If your iPhone doesn’t unlock and shows an iPhone is Disabled message, you may be worrying that there’s a serious problem with your device. However, the problem likely isn’t as bad as it seems. If your iPhone (or iPad or iPod touch) is disabled, this article explains what’s happening and how to fix it.
After entering the passcode incorrectly just a few times, your iPhone will lock you out from attempting more codes for a short time. Continue to enter the wrong passcode, and you might find yourself locked out permanently.
In this article, we discuss why your iPhone is disabled and how to fix a disabled iPhone, iPad and iPod using iTunes, the Finder or iCloud.
These directions work for all iPhone, iPod touch, and iPad models.
Why Is My iPhone Disabled?
These error messages nearly always mean you’ve got the passcode wrong too many times (or someone else has – did you let the kids play with your smartphone?) and the iPhone has locked down to protect itself from a possible hacking attempt.
The iPhone has powerful built-in security measures, and one of these is designed to prevent brute-force attempts to bypass the passcode.
If a phone thief could just keep guessing passcodes – and particularly if they could hook it up to a piece of software that rattles through guesses far quicker than a human – then eventually they would break in. If you use a four-digit code, remember, there are ‘only’ 10,000 combinations, which Fortune’s tool estimates could be cracked by a human in 4 hours and 6 minutes, and by a computer in 6 minutes and 34 seconds.
To stop this approach, iOS deliberately makes it harder for someone to input lots of incorrect passcodes. Get it wrong a few times (up to five) and you can carry on as normal; make six or seven incorrect attempts and it’ll just slow you down a bit, but the more times you get it wrong, the harder things get. Once you get to 10, that’s it – no more guesses for you.
Here’s how the error messages (and time delays) tie into the number of wrong guesses:
- 6 incorrect guesses: iPhone is disabled. Try again in 1 minute
- 7 incorrect guesses: iPhone is disabled. Try again in 5 minutes
- 8 incorrect guesses: iPhone is disabled. Try again in 15 minutes
- 9 incorrect guesses: iPhone is disabled. Try again in 60 minutes
- 10 incorrect guesses: iPhone is disabled. Connect to iTunes
- For more general related advice, see How to bypass a forgotten passcode.
How To Fix A Disabled iPhone, iPad, Or iPod
If your iPhone is disabled, the bad news is that there’s no way to bypass the passcode and simply restart the iPhone ; if that were possible, anyone would be able to do that, and it would defeat the point of the passcode’s security.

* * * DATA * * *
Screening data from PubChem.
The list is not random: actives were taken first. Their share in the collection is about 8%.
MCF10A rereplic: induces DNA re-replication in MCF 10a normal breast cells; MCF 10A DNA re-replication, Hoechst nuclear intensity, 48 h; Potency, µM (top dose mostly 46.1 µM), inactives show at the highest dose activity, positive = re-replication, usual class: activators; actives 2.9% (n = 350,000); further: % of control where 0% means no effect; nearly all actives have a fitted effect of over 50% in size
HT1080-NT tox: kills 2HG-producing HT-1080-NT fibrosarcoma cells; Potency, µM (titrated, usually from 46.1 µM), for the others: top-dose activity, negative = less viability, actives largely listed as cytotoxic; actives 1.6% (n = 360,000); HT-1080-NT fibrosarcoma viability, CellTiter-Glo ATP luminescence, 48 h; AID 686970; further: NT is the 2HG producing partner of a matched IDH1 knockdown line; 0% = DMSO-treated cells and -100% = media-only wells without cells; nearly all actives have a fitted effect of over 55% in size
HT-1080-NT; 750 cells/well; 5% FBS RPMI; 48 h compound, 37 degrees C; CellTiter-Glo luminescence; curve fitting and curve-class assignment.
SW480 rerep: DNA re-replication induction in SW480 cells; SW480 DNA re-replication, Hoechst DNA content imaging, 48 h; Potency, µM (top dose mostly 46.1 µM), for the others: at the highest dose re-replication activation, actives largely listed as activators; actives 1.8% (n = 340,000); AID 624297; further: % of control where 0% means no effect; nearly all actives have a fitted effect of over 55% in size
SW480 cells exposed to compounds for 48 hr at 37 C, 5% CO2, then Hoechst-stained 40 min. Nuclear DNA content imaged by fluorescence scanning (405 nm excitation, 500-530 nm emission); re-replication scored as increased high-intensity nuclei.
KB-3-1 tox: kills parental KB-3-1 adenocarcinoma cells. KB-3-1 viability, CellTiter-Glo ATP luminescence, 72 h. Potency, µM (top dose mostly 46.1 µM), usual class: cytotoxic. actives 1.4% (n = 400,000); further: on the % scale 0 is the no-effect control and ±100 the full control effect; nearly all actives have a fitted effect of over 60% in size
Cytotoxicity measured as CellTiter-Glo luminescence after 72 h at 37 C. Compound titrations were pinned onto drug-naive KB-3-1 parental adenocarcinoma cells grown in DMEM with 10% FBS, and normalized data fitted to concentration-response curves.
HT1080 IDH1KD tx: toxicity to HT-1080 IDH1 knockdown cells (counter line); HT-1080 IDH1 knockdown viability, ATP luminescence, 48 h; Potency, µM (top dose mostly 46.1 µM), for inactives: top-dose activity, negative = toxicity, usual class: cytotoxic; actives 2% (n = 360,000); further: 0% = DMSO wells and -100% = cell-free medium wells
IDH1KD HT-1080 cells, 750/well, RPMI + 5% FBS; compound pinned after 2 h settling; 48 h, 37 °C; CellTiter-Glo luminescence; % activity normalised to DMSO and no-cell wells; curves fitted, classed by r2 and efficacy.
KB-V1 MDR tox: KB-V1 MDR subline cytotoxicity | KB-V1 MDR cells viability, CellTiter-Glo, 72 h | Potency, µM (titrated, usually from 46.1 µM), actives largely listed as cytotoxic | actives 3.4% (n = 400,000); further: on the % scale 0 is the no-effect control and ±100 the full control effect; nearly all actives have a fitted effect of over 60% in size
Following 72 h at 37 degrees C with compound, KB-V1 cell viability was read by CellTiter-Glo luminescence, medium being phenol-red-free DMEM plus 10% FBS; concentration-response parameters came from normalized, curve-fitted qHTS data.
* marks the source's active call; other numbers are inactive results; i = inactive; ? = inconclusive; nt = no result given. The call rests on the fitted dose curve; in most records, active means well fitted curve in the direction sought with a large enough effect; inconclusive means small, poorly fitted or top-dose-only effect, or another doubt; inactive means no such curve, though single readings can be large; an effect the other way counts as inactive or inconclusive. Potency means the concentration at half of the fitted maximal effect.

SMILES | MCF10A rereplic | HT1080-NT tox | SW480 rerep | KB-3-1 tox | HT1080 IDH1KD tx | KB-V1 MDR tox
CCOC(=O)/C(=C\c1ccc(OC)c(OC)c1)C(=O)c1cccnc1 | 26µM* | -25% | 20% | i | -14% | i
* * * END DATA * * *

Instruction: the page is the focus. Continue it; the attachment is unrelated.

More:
No matter how your iPhone, iPod, or iPad was disabled, fixing it is relatively easy. It’s the same set of options that you follow when you forget your passcode. The downside is that you have to restore your device.
Restoring means replacing existing data with a backup. This results in the loss of data that was added since the last backup was made.
There are four main options for fixing a disabled iPhone, iPad, or iPod:
Restore The iPhone From A Backup
The first step you should try is to restore the device from a backup using iTunes. If you no longer use iTunes, there is a way to restore from a backup without iTunes. Restoring your phone may solve the disabled problem, but you lose any data not included in your last backup.
Here’s how to do it:
On your computer, start iTunes and connect your iPhone using a USB cable.
- Start your iPhone’s recover mode. Depending on which model iPhone, you’ll need to do one of these two things:
- If you have an iPhone 8 or later, press the Volume Up button, followed by Volume Down, then press and hold the Power button until you see the “connect to iTunes” screen.
- If you have an iPhone 7, press and hold the Power button for three seconds, then swipe the “Power off” slider to the right. Finally, press and hold the Volume Down until you see the “connect to iTunes” screen.
- If you have an iPhone 6s or older, press and hold the Power button for three seconds, then swipe the “Power off” slider to the right. Then press and hold the Home button until you see the “connect to iTunes” screen.
- On your computer, click “Restore.”
- After this process completes, your iPhone will be reset to its factory conditions. Then follow the on-screen instructions to restore your iPhone with a recent backup.
Use Recovery Mode
If that doesn’t work, or if you never synced your device with iTunes, use Recovery Mode. Again, you may lose the data you added after you last backed up the device.
Use DFU Mode
If the above methods don’t work, try DFU Mode—a more extensive version of Recovery Mode.
Click on this link to learn how to put your iDevice in DFU Mode
Use iCloud Or Find My iPhone To Erase Data
- Open the Find My iPhone website in any web browser.
- Find your iPhone in the list of devices in the drop-down menu at the top of the screen and click on it.
- Click “Erase iPhone” and then click “Erase” to confirm. You’ll still need to enter your Apple ID password to do this, but you won’t need the iPhone’s passcode.
- After it’s erased, it’ll be returned to its factory settings and you can follow the directions to restore the iPhone with a recent backup.
How To Avoid Getting A Disabled iPhone
Having a disabled iPhone is annoying and inconvenient, so you’ll want to do what you can to avoid it happening again.
You have two options:
- Set a new passcode that’s easier to remember. If you remember your passcode and don’t have to guess it, you’re less likely to enter the wrong passcode, which leads to a disabled iPhone.
- Use Touch ID or Face ID. With these options enabled, you don’t need to enter your passcode. Just show your face or scan your finger, and your device will unlock.